Tuesday, March 08, 2005


Bethany left in November. I feel like I'm ready to talk about things, but this is only going to work from a distance.

I'll watch the movie again and again, and I'll tell you whatever you want to hear about the lighting and the cinematography; the structure and the direction. But not the actors, and not the ending.

Not yet.


She said stop acting weird. Be yourself.

I stopped acting weird. I was myself.

She started acting weird.

It got weird. I was by myself.

Monday, March 07, 2005

Day One

After an atrocious winter, I'm back. Hopefully.

Things have changed; things are the same. Much to tell you.

For now though, it's Day One, and I'm taking things slowly.

Monday, October 04, 2004

A la Besmirch du temps perdu

The clocks will go back in a little under four weeks, and a single extra hour will be added to my day.

If I had an ounce of imagination I could use that time to commit an audacious crime or ignoble misdemeanour. I would be simultaneusly cheating the law, and cheating time itself. Although if one were to cheat time, would it be technically possible to do so in simultaneity with any other event?

What fun would those 60 stolen minutes contain?

What illicit pleasures could I enjoy?

Friday, October 01, 2004

Cry havoc! Let slip the dog of War(minster)

Stevie's brother lives in Warminster, and while it's not too far away, family differences have meant that neither Stevie nor his brother have seen one another since Whitsun 1998.

Stevie has been unwell recently. He has suffered from stress-induced alopecia for a couple of months, and while he's still not 100%, he's certainly coming through it better than Mrs. Samwell, the creative arts teacher at my secondary school. Just six weeks after the intial symptoms set in, she looked disconcertingly like Yul Brynner. But that's another story for another day.

Anyway, the brother (thickset, furrowed) turned up at The Readways this morning, and Stevie came down to meet him. The two were obviously pleased to see one another, and chatted happily for half an hour or so. Stevie's brother (by now known to be called Lee) then said he had to fetch something from his Mk2 Mondeo. He returned shortly afterwards with a lead-grey whippet on a grey lead. The whippet, he informed us all, went by the name of Daschle (pronounced Dash-ull: it turns out Lee was something of an American politics afficonado).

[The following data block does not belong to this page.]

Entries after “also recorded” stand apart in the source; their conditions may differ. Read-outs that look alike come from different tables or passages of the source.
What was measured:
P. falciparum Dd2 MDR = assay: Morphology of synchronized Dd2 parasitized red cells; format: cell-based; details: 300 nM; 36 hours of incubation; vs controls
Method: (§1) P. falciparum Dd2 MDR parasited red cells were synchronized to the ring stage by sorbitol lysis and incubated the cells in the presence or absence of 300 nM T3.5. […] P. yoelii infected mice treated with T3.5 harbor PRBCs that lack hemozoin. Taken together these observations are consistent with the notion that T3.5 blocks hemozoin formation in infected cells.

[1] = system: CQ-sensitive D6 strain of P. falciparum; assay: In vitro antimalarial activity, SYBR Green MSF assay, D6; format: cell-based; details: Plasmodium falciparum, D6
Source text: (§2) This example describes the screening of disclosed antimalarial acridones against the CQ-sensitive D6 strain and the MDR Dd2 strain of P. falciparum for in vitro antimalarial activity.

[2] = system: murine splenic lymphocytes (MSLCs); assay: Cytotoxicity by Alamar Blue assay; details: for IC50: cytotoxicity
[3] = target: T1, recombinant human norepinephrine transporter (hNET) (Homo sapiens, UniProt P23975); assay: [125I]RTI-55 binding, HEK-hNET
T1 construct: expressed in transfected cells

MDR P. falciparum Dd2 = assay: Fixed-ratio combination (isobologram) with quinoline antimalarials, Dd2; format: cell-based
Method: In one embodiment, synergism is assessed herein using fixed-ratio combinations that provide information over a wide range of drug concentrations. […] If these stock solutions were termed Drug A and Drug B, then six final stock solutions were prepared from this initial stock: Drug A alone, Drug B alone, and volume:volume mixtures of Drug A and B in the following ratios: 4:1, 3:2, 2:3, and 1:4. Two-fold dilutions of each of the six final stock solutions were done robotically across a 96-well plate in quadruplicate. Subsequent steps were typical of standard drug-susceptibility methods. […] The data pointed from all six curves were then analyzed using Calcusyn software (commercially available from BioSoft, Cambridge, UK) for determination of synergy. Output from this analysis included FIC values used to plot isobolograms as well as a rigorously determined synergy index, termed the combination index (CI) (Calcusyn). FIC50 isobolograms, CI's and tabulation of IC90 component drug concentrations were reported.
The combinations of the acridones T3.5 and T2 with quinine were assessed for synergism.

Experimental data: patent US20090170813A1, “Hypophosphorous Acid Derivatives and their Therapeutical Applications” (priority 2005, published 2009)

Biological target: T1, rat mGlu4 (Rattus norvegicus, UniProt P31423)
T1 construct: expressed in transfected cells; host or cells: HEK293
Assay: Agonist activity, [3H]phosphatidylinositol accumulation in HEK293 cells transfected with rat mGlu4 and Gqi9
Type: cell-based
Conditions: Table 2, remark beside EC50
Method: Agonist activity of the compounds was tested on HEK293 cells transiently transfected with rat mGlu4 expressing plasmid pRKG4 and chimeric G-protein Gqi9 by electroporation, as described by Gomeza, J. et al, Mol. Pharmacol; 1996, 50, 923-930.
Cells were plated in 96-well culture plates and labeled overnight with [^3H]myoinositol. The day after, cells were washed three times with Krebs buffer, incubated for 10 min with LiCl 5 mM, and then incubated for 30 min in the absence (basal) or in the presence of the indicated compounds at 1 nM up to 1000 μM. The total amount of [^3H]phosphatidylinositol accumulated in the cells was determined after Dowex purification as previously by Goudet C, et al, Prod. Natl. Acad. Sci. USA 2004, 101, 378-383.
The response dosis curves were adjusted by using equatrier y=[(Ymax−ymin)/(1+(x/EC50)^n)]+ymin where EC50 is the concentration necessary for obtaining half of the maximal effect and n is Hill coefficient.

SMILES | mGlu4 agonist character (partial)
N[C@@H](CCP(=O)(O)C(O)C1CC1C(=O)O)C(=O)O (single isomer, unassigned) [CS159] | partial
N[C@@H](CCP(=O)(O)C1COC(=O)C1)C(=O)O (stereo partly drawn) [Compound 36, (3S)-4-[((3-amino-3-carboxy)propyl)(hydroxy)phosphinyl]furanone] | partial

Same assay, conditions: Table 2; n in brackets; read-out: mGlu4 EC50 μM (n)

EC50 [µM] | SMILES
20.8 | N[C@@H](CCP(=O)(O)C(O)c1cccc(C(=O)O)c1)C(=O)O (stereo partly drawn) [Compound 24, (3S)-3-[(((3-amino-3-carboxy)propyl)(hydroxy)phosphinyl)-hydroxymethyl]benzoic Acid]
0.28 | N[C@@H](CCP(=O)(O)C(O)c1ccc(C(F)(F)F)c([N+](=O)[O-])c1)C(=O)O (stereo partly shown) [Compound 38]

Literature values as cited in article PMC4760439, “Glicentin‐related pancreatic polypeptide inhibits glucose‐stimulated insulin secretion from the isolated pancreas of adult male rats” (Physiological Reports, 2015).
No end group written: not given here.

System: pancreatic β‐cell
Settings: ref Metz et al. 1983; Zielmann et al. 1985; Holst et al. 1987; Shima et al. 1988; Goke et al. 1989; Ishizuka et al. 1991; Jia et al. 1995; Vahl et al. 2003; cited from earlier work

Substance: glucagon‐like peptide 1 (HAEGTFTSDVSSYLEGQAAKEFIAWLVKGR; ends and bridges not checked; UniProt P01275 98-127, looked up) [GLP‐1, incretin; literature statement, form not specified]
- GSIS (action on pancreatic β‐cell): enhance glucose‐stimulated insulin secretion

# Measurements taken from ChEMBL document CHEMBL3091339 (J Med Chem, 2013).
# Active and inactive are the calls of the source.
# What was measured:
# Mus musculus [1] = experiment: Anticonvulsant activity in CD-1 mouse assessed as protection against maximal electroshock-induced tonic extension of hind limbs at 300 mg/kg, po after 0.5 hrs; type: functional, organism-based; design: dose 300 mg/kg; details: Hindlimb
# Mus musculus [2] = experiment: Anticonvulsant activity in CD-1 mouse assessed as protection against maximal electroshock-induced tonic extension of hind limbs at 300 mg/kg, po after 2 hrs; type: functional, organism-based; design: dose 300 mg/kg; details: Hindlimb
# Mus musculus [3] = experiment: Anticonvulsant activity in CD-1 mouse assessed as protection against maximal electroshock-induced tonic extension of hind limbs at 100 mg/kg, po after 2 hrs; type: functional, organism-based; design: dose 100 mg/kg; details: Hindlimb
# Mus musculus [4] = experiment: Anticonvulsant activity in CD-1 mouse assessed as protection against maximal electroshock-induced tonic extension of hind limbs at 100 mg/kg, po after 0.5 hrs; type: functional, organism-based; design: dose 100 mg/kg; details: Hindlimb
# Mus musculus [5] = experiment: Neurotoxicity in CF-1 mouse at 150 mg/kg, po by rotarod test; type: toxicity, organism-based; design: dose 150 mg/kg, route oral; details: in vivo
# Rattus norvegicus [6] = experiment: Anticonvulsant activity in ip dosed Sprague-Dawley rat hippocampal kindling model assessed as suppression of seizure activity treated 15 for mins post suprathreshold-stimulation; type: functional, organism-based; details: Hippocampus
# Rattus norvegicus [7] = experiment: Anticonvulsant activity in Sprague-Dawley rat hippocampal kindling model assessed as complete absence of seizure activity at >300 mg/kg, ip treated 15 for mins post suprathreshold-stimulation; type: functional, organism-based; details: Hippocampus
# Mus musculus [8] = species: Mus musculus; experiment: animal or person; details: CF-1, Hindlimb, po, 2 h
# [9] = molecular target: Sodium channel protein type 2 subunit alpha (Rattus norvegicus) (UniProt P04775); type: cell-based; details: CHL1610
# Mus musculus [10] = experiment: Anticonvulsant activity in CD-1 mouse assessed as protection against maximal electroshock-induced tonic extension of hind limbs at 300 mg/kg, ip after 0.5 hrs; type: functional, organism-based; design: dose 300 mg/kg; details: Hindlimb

Lee was heading to Germany for eight months on business, and needed someone "to take care of his dog" (his exact words - fears of a Derek Bentley-esque misunderstanding immediately crystallised in my panicked mind).

Upon which he handed his dog to Stevie, bade us all farewell, and left. Stevie, who from behind looked like Mo Mowlam, clutched a stainless steel food bowl in one hand and a 30mph coursing hound in the other.

Dashcle and Guido eyed one another nervously.


I have discovered that I can type 'Wilkie' using only the top two rows of keys on a standard-issue qwerty keyboard. 'Peter' can be constructed using simply the upper row, but 'man', in its sloppiness, spills over both the middle and lower rows, ruining what could have been a beautiful economy of typistry.

Thursday, September 30, 2004

Bon Sigh

As I came through the entrance hall this morning, I saw Guido and Stevie wearing chin-strap, visorless helmets and abdominal harnesses. They looked like gimps from a paralympian S&M club. I was informed that they were going to help Dafyd trim the large privet hedge in the garden. This wouldn't require them to scale any particularly vertiginous heights, but such safety precautions are mandatory nevertheless.

Five minutes ago, some three hours since the two of them ventured out, I heard a commotion outside.

When I went to the back door, I saw Guido, still brandishing the Black and Decker Navigator saw, standing next to the remains of three rose bushes. Each had been cut down to a barely visible stump.